New council members file to run for new offices
BY ROSANNA LANDIS WEAVER — Hyattsville City Councilmembers Patrick Paschall and Joseph Solomon, both elected for the first time in 2013, have filed to run for higher office in the June 24 Democratic primary.
The implications for their future service to the city vary considerably. Paschall, who is running for an unpaid spot on the Democratic Central Committee, would not be required to leave the council; Solomon, who is running for the Maryland House of Delegates, would, because the state constitution says that “no person shall hold, at the same time, more than one office of profit.”
If Solomon (Ward 5) is elected to the Maryland House of Delegates in November, he would need to resign his council role. And that, according to City Clerk Laura Reams’ reading of the city charter, means a special election to fill the remainder of his term.
Under the city charter if a vacancy is created “by reason of death, refusal or inability to act, disqualification, resignation or removal beyond the corporate limits of the City,” then a special election must be held within 75 days.
The city last held a special election in July 2011, and the approximate cost at that time was $5,000. However, said Reams, “There are a variety of factors that can impact the cost of a special election, such as the adoption of any new policies including early voting or same day registration.” She adds that the 2011 special election took place shortly after a regular election, which limited the need for training costs. Therefore, she expects that if a special election was required in this case it could be somewhat more costly.
But Solomon points out that since he was elected to finish the remaining two years of Nicole Hinds Mofor’s term, his term ends with the next city election in May 2015. Mofor officially resigned in February 2013, and a separate provision of the charter notes that a resignation within 150 days of a normally scheduled election meant the seat became part of the May 2013 election. Solomon believes that depending on timing his council seat might fall under a similar exception.
If elected as state delegate in November, Solomon would not take office until the following January, leaving a relatively short period of time prior to the regularly scheduled 2015 city election.
Solomon has an uphill battle running against five other candidates in the newly created District 47A, including incumbent Michael Summers (who was elected as one of District 47’s three representatives before the 2012 redistricting that split it into 47A and 47B) and longtime Mount Rainier city councilman Jimmy Tarlau, who has the support of organized labor.
For now Solomon is focused on the day to day matters of campaigning over a large district that includes only a small portion of West Hyattsville as well as Cheverly, Landover Hills, Bladensburg, Colmar Manor, Mount Rainier, Brentwood and Cottage City.
Most of Hyattsville is covered by District 22, and the city’s two incumbents, Del. Anne Healey and Del. Alonzo Washington, are running for re-election. Also in the race for the three District 22 seats are Del. Tawanna Gaines, also an incumbent, and Rushern L. Baker IV, son of the Prince George’s County Executive.
Solomon said the decision to run was made with great deliberation shortly before the February 25 filing deadline. “You’re always thinking about how you can better serve your community,” he notes, “What I’m interested in here in Hyattsville and in Annapolis as a delegate is bringing development to the areas around the Metros.”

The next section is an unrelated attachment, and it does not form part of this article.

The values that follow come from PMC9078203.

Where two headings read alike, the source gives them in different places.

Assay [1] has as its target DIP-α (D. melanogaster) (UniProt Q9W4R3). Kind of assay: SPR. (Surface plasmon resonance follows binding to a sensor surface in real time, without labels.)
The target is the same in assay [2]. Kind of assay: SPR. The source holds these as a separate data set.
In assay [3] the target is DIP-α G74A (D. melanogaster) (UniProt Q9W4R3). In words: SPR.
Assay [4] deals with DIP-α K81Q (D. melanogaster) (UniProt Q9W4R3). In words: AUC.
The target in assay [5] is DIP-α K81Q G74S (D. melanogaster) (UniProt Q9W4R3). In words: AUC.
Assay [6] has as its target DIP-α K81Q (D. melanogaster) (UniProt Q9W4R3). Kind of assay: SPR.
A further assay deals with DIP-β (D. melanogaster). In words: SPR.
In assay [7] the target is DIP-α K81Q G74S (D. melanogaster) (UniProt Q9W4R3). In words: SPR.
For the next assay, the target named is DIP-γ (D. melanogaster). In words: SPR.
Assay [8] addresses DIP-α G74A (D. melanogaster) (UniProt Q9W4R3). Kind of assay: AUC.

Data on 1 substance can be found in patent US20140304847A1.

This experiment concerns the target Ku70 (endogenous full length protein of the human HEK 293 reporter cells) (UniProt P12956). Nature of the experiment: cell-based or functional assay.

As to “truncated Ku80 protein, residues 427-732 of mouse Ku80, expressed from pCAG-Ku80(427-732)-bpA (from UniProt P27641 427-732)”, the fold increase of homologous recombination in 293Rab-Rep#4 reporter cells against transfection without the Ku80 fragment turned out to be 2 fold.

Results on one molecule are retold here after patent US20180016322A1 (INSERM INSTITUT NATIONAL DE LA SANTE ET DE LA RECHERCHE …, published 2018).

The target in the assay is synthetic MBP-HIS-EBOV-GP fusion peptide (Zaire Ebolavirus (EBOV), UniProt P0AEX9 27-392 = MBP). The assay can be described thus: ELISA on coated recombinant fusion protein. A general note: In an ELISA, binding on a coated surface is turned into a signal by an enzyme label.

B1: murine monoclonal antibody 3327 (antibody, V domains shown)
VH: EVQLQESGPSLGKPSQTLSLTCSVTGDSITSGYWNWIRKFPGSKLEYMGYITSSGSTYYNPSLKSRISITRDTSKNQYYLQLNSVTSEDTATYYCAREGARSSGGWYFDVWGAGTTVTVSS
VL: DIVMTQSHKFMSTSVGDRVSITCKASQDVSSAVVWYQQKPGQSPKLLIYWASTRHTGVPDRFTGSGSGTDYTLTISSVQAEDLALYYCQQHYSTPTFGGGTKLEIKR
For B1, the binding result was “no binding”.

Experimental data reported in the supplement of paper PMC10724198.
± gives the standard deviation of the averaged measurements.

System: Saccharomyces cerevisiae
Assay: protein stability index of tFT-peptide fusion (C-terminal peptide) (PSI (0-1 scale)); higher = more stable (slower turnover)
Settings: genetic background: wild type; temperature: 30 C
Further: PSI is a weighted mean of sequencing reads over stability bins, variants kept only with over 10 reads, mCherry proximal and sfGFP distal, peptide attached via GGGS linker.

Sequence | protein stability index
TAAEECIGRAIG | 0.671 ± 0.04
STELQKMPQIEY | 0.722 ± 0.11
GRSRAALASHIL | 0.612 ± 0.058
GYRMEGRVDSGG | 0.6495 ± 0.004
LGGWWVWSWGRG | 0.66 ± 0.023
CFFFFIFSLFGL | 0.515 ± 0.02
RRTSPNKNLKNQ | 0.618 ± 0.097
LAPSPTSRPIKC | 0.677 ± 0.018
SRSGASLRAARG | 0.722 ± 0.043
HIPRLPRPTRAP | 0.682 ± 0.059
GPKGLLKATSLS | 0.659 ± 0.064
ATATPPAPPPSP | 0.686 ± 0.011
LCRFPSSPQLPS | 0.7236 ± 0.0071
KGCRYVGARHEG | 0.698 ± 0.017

Solomon informed the rest of the council of his plans in an email that week. At the February 26 meeting, councilmember Edouard Haba (Ward 4) announced that he would be campaign manager, and invited council members and city staff to attend the formal kickoff of the campaign on February 28 at Victory House in Palmer Park. The event included a speech on Solomon’s behalf by Bladensburg mayor Walter James, and elected officials in attendance included Board of Education member Amber Waller.
For his part, Haba notes that Solomon is “a colleague and a friend … I know what he can do. I think he’s a good candidate.”
Haba believes it would be in the interest of the city to have Solomon serve on the state delegation. “We might get some traction and some focus on the West Hyattsville development process,” he said.
In a race that will have less of an impact on the city, Paschall filed his candidacy for Democratic Central Committee for Legislative District 22 for the June 24 primary election.
The committee is the governing body of the county’s Democratic party, representing it on the Maryland State Democratic Committee. This year it is made up of one at-large position for District 22, for which Greenbelt’s Nicole Williams is running unopposed, and two other positions for which there are four candidates. Since it has no direct legislative role, the unpaid position does not require elected officials to leave their current roles.
“My obligations to the city of Hyattsville takes precedent over my obligation to the Democratic Committee, but I don’t think the two are in conflict with each other,” says Paschall. “I’m still going to attend all the council meetings. That is my priority.”
He acknowledges that the time commitment was an issue to consider. “That was a conversation I had to have with my family, about whether or not I have the time available.”
Paschall is one of two Hyattsville candidates who have filed to run for the Democratic committee position. Denise Riley has served on the committee for six years and has filed to run again. In addition to Paschall and Riley, Greenbelt mayor Emmet Jordan and Hosea Chew of Lanham are also running for the two open positions. Paschall and Jordan have the official support of the state delegation.
The Hyattsville Life & Times will have additional coverage of the races, including candidate statements, in an upcoming issue.